They also added in this email that, “that Brian McDermott has funds available for players he wants, is able to deal in the transfer market without hindrance during the takeover,” but this viewpoint seems to have been rather undermined by the Ashley Barnes saga, and this sort of communication that somebody, somewhere, for some reason, is being economical with the truth. If we take it as read that it isn’t the LUST that is doing so – and there is no reason whatsoever to believe that it would – then who is, and why? As ever at Leeds United, the answer may well be a long time in coming. It could be argued that funds were available but that GFH will blocked attempts to use them. This however, starts to look like a debate over semantics at a time when what is needed is for the takeover deal to be completed once and for all.
On top of everything else, a new name was thrown into the ring with regard to the ownership of the club when it was reported that Massimo Cellino, the owner of Serie A club Cagliari, might also be interested in purchasing it. Cellino has a reputation for being a bit of a fire-brand, a description lent some credence by the fact that he has seen thirty-six managers come and go in twenty years with the club, but for now he remains little more than a distraction. He will, of course, cease to be anything like as trivial as a distraction should he manage to blindside Sport Capital.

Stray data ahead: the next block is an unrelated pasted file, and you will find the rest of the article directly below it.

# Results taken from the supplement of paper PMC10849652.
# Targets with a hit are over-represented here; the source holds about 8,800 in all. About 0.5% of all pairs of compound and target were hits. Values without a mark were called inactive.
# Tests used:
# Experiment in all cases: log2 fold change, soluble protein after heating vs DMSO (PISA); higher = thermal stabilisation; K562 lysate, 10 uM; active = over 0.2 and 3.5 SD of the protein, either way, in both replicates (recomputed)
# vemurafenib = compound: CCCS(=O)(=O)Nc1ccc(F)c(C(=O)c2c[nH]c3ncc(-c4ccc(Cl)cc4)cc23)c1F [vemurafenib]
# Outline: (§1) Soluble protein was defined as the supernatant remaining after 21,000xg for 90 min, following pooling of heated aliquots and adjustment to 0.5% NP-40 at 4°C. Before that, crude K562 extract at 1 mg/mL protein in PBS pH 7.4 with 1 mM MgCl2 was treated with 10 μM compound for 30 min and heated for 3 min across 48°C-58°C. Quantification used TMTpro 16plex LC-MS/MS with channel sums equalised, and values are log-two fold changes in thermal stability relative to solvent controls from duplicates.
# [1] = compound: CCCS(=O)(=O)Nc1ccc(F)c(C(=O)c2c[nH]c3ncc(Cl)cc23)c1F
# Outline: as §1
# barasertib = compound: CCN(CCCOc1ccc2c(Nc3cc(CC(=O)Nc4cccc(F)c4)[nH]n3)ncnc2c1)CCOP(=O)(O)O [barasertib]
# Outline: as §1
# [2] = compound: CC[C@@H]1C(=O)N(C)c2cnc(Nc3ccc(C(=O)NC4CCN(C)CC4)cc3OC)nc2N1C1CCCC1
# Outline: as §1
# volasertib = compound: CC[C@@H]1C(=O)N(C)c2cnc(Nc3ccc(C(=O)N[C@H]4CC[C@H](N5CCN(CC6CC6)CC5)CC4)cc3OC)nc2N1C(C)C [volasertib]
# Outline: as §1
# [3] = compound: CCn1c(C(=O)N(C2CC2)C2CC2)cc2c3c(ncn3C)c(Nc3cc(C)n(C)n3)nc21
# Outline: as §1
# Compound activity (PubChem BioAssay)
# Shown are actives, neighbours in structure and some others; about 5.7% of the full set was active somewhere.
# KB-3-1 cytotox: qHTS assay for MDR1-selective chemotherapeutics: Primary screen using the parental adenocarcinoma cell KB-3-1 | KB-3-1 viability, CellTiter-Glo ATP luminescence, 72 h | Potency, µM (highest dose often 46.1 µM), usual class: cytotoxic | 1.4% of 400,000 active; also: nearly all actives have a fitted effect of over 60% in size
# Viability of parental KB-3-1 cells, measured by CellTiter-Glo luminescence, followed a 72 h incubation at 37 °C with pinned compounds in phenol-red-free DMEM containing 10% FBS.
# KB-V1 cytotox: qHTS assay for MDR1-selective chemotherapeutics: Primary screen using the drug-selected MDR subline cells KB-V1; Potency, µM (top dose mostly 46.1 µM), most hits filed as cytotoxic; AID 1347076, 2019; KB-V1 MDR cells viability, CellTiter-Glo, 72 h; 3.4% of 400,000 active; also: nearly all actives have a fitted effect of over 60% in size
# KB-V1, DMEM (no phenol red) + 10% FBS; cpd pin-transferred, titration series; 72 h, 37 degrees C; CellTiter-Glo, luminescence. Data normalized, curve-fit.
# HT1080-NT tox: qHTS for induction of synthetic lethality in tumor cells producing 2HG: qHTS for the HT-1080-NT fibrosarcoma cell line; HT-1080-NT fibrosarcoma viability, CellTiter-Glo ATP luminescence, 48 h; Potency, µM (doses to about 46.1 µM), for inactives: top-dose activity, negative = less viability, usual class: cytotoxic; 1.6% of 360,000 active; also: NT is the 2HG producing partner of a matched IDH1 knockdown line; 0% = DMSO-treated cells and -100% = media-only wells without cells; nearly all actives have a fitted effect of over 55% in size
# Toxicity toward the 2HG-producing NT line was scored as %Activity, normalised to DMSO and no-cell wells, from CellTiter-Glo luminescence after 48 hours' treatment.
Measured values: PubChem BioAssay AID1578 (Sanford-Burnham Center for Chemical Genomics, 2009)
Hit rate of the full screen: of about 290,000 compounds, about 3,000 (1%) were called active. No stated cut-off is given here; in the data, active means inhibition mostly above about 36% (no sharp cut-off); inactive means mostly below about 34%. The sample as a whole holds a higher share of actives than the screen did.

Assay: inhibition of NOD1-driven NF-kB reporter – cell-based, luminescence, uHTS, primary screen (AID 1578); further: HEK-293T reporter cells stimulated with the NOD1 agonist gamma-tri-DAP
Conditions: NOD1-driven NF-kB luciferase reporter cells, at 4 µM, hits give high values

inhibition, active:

The appeal to Cellino – or anybody like him – should be obvious: former champions of England are emerging hard times, but the club is comfortably the most senior footballing represenatives of a city of three quarters of a million people and a wider metropolitan area of getting on towards two and a half million people, and is surely more than capable of getting back to the land of milk and honey that is the Premier League. However, the danger of a complete outsider getting involved in the club is that money needed to be invested into the team can easily find itself going elsewhere in the name of recouping one’s initial investment in the club. In addition to this, Massimo Cellino has sniffed around the Premier League before and, as pointed out at that time, his track record did him few favours then.
It’s plausible to argue that all concerned with a takeover which may yet become a shambles are getting off a little lightly because they are Not Ken Bates. There will come a time, however, when the patience of supporters on this matter will start to wear thin, especially if no new signings come into the club before the end of the month and the team continues to fail to live up to expectations on the pitch. “We are working closely with the Football League regarding the necessary documentation, and we will do our best to keep fans fully informed” were the recent words of David Haigh. It’s surely time for GFH and Sport Capital to tie up this deal, before this season drifts towards too closely towards being yet another wasted opportunity for Leeds United AFC.